Jump to content

Colin Campbell (artist)

From Wikipedia, the free encyclopedia
Colin Campbell
Born(1942-06-15)June 15, 1942
Died(2001-10-31)October 31, 2001
Toronto, Ontario, Canada (age 59)
Alma materUniversity of Manitoba, Claremont Graduate School
Known forVideo artist
AwardsBell Canada Award for Video Art, 1996

Colin Campbell (1942–2001) was a Canadian video artist.



Colin Campbell was born in Reston, Manitoba, 1942. He received his BFA from the University of Manitoba (gold medal) and his MFA from Claremont Graduate School, California. Campbell's first academic position was at Mount Allison University, Sackville, New Brunswick, the subject of his video Sackville, I'm Yours.[1] Campbell moved to Toronto in 1973, where he taught at the Ontario College of Art and later (from 1980) in the Department of Fine Art at the University of Toronto.[2] Based in Toronto since 1973, Campbell produced over 45 tapes.

Campbell was active in the artist-run centre movement and was a founding member of Vtape.[3] He was active as a curator and a producer of artists' books.

Campbell saw himself as bisexual and bigendered.[1]

Colin Campbell died of cancer on October 31, 2001, in Toronto.



Campbell was a pioneer of video art in Canada.[4] He began exploring video in the early 1970's when the use of video in visual arts was still marginal.[4] He created one of his earliest videos, Sackville I'm Yours (1972) using a video camera borrowed from the Mount Allison University football team during the off season.[5] In the video he plays the persona of "Art Star", a legend in his own mind responding to a media interview while "roughing it out" in rural New Brunswick.[6]

Campbell used video as an accessible and flexible means for story telling. Starring in almost all of his works, his videos explore themes of gender and sexual identity with humour and pathos.[7]

Campbell's work has been exhibited internationally since the mid-1970s, including the 1977 São Paulo Biennale, 1980 Venice Biennale and 1992 Istanbul Biennale. In 1990 the Winnipeg Art Gallery organized a national touring retrospective of his videotapes (1972–90). His first film, Skin, premiered at the Festival of Festivals (Toronto International Film Festival) in 1991. In 2008, Oakville Galleries held a retrospective exhibition of Campbell's work.[2]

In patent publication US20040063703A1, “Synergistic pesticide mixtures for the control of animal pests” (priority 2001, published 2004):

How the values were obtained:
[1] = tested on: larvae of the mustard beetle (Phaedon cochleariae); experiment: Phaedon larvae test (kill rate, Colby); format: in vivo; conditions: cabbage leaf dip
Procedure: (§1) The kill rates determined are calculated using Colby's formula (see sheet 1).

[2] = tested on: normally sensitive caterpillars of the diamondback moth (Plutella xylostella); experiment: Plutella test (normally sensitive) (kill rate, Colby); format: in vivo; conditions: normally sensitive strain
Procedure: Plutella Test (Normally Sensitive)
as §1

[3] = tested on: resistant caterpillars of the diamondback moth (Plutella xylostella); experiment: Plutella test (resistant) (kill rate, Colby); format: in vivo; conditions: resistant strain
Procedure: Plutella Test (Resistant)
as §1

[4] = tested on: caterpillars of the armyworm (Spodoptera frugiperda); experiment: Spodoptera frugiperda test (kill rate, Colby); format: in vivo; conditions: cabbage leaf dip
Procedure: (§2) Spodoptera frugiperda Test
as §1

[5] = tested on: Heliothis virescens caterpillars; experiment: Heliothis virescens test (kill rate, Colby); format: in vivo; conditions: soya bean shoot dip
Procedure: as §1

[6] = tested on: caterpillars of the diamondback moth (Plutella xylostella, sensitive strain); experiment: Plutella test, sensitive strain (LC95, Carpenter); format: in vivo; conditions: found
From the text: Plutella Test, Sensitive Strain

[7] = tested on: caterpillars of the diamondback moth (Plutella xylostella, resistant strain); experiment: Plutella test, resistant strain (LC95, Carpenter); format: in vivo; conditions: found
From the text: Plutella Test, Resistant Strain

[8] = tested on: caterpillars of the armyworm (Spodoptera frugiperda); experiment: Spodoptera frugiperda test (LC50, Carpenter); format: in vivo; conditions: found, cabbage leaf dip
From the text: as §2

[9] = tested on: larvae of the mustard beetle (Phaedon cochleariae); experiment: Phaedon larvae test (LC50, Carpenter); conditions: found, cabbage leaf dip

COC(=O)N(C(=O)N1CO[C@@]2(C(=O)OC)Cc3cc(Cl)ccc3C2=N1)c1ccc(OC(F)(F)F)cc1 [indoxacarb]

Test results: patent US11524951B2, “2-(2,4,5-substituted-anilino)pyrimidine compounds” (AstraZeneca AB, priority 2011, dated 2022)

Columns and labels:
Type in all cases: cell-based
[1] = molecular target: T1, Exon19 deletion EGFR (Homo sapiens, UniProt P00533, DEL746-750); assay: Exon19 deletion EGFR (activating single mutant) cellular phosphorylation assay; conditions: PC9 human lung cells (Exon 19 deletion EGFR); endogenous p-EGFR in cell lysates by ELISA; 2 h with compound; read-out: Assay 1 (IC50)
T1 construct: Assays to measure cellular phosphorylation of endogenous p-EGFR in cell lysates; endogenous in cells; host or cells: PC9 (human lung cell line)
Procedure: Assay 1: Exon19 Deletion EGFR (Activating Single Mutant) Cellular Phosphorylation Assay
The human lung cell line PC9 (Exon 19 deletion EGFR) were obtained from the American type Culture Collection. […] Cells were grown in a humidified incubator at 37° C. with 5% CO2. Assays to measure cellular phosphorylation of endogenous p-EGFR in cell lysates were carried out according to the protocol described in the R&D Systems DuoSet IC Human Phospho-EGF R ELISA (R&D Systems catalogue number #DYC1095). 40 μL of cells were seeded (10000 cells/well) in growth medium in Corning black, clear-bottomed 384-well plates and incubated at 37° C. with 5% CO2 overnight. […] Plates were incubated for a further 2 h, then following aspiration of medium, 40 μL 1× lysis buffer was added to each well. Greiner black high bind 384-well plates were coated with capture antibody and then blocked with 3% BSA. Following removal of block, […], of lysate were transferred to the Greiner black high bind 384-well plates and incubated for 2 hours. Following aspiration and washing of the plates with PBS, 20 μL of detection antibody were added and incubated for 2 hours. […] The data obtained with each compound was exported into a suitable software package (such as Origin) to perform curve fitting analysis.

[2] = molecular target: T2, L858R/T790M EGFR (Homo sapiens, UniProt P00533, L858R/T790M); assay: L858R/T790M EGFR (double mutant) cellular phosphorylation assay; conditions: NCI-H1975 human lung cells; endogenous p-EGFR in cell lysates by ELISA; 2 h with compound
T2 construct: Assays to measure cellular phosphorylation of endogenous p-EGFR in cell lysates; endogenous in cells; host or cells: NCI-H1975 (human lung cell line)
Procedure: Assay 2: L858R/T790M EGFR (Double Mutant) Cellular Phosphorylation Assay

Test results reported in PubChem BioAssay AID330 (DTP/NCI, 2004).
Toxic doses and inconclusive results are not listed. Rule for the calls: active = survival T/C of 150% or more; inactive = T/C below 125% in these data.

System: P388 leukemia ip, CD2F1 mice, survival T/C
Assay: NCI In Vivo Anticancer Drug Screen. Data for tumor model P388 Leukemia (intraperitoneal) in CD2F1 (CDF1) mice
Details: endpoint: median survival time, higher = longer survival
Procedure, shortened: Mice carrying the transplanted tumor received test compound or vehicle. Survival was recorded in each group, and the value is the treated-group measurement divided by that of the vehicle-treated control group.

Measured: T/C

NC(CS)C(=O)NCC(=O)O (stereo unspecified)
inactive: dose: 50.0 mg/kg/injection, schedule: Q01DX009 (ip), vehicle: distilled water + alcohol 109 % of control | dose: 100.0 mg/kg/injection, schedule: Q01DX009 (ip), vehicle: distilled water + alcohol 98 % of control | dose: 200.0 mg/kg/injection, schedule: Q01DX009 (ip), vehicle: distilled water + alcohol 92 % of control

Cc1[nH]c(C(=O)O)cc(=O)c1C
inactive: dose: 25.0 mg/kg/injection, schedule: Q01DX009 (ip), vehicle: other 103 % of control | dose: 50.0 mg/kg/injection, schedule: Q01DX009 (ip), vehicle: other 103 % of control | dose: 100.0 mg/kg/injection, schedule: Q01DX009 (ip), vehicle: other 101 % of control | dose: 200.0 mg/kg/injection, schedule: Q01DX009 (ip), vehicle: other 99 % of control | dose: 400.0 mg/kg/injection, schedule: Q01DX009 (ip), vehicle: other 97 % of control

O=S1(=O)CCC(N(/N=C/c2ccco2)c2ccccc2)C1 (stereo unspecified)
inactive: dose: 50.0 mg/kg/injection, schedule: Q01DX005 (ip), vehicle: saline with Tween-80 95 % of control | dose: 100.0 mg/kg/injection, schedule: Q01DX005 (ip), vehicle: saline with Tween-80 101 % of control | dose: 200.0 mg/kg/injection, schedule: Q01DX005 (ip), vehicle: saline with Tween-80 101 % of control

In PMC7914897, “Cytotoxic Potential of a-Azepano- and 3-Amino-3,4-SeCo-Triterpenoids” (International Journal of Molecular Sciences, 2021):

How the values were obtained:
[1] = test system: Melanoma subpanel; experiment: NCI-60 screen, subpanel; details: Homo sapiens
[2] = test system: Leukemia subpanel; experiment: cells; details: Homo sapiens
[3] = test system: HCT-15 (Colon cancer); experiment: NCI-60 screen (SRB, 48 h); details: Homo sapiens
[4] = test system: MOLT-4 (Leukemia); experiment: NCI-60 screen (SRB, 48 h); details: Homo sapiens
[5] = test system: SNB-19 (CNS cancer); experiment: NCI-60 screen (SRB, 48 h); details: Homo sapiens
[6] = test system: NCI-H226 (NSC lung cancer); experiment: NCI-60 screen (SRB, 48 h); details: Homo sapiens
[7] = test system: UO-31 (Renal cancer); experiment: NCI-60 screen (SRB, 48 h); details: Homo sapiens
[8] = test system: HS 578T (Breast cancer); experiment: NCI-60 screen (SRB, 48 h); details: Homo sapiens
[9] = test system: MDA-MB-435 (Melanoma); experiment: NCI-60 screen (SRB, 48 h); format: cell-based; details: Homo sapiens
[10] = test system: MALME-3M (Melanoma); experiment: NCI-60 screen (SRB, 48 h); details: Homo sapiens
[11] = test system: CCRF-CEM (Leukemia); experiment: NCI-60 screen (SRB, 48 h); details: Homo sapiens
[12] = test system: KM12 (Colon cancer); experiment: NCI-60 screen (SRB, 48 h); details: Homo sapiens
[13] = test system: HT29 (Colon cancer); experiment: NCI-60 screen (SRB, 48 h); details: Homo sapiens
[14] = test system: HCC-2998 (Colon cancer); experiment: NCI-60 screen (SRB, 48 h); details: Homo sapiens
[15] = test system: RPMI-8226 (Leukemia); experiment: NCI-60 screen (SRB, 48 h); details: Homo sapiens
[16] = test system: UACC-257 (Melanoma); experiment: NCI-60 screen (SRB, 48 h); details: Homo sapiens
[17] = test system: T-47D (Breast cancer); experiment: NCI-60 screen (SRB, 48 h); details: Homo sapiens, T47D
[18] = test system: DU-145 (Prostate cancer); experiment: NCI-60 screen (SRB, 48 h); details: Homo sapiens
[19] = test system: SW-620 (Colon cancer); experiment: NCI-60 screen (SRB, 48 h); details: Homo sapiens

In 2013 Canadian artist Benny Nemer revisited Campbell's 1972 video True/False. Originally intended as a remake, Nemer's work, Colin is my real name, instead summons Campbell's voice to once again speak statements related to his identity and private life.[8] Nemer's video was filmed at Mount Allison University, where True/False was originally produced. It was exhibited on the university campus and premiered at the Per Speculum Video exhibition at the Frankfurter Kunstverein in 2013.



Campbell was awarded the Bell Canada Award in Video Art in 1996.[2]

Select videography

  • Sackville, I'm Yours (1972)
  • Janus (1973)
  • The Woman From Malibu (1976)
  • Modern Love (1978)
  • Bad Girls (1980)
  • White Money (1983)
  • The Woman Who Went too Far (1984)
  • Bennies from Heaven (1986)
  • No Voice Over (1986)
  • Black and Light (1987)
  • Fiddle Faddle (1988)
  • Rendez-vous (1991)
  • Invention (1993)




  1. ^ a b "A truly queer network, Video artist Colin Campbell & Toronto's fruitful art scene" Archived 2012-02-22 at the Wayback Machine, Kathleen Mullen, accessed January 1, 2009
  2. ^ a b c Davies, Jon; Greyson, John (2008). People Like Us: The Gossip of Colin Campbell = Des gens comme nous : les potins de Colin Campbell. Oakville, Ont.: Oakville Galleries. ISBN 9781894707282.
  3. ^ "History | Vtape". vtape.org. Retrieved 2022-03-29.
  4. ^ a b l’UQAM, Galerie de (2017-01-01). "1977 – Hollywood and Vine by Colin Campbell". 150 years 150 works. Retrieved 2023-03-30.
  5. ^ "Colin Campbell | Mike Hoolboom". Retrieved 2023-03-30.
  6. ^ Davies, Jon (2021). More Voice-Over: Colin Campbell Writings. Concordia University Press. ISBN 9781988111261.
  7. ^ "The Extended Scene: Seeing Queer Futurity through the work of Colin Campbell | Drain Magazine". Retrieved 2023-03-30.
  8. ^ "Colin is my real name | www.li-ma.nl". www.li-ma.nl. Retrieved 2023-03-30.
  9. ^ "Museum of Modern Art".
  10. ^ "National Gallery of Canada". www.gallery.ca. Retrieved 2023-03-30.
  11. ^ "Home". Home. Retrieved 2023-03-30.
  12. ^ "Home". Canadian Cultural Centre – Paris. Retrieved 2023-03-30.
  13. ^ "Oakville Galleries". www.oakvillegalleries.com. Retrieved 2023-03-30.
  14. ^ "Centre Pompidou: Accueil".
  15. ^ "A-Z of Collection – Owens Art Gallery". Retrieved 2023-03-30.